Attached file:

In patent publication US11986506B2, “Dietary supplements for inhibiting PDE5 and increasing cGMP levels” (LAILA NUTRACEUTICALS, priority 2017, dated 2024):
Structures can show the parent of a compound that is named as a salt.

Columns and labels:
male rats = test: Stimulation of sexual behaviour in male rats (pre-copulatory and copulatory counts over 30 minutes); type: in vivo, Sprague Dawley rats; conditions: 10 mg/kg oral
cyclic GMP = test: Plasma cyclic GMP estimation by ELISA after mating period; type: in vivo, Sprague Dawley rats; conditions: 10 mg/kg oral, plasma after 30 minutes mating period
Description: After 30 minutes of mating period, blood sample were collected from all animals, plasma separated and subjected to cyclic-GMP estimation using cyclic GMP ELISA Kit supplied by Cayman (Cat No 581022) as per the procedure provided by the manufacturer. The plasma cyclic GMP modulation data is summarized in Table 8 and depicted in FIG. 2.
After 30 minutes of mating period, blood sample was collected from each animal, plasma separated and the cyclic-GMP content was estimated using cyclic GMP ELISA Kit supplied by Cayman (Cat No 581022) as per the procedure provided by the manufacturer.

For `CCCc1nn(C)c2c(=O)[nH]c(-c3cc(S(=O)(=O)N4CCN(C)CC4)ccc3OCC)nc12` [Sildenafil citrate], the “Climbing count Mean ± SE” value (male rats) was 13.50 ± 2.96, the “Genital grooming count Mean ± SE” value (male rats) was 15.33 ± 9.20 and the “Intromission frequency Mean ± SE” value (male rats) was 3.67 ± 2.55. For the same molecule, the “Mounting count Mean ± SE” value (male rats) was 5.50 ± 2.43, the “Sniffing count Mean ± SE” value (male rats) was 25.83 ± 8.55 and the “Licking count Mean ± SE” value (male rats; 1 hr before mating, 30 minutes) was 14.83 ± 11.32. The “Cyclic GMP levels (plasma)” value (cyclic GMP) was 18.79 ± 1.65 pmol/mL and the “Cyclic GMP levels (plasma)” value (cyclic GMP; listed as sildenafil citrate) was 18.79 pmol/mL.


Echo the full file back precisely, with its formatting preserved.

In patent publication US11986506B2, “Dietary supplements for inhibiting PDE5 and increasing cGMP levels” (LAILA NUTRACEUTICALS, priority 2017, dated 2024):
Structures can show the parent of a compound that is named as a salt.

Columns and labels:
male rats = test: Stimulation of sexual behaviour in male rats (pre-copulatory and copulatory counts over 30 minutes); type: in vivo, Sprague Dawley rats; conditions: 10 mg/kg oral
cyclic GMP = test: Plasma cyclic GMP estimation by ELISA after mating period; type: in vivo, Sprague Dawley rats; conditions: 10 mg/kg oral, plasma after 30 minutes mating period
Description: After 30 minutes of mating period, blood sample were collected from all animals, plasma separated and subjected to cyclic-GMP estimation using cyclic GMP ELISA Kit supplied by Cayman (Cat No 581022) as per the procedure provided by the manufacturer. The plasma cyclic GMP modulation data is summarized in Table 8 and depicted in FIG. 2.
After 30 minutes of mating period, blood sample was collected from each animal, plasma separated and the cyclic-GMP content was estimated using cyclic GMP ELISA Kit supplied by Cayman (Cat No 581022) as per the procedure provided by the manufacturer.

For `CCCc1nn(C)c2c(=O)[nH]c(-c3cc(S(=O)(=O)N4CCN(C)CC4)ccc3OCC)nc12` [Sildenafil citrate], the “Climbing count Mean ± SE” value (male rats) was 13.50 ± 2.96, the “Genital grooming count Mean ± SE” value (male rats) was 15.33 ± 9.20 and the “Intromission frequency Mean ± SE” value (male rats) was 3.67 ± 2.55. For the same molecule, the “Mounting count Mean ± SE” value (male rats) was 5.50 ± 2.43, the “Sniffing count Mean ± SE” value (male rats) was 25.83 ± 8.55 and the “Licking count Mean ± SE” value (male rats; 1 hr before mating, 30 minutes) was 14.83 ± 11.32. The “Cyclic GMP levels (plasma)” value (cyclic GMP) was 18.79 ± 1.65 pmol/mL and the “Cyclic GMP levels (plasma)” value (cyclic GMP; listed as sildenafil citrate) was 18.79 pmol/mL.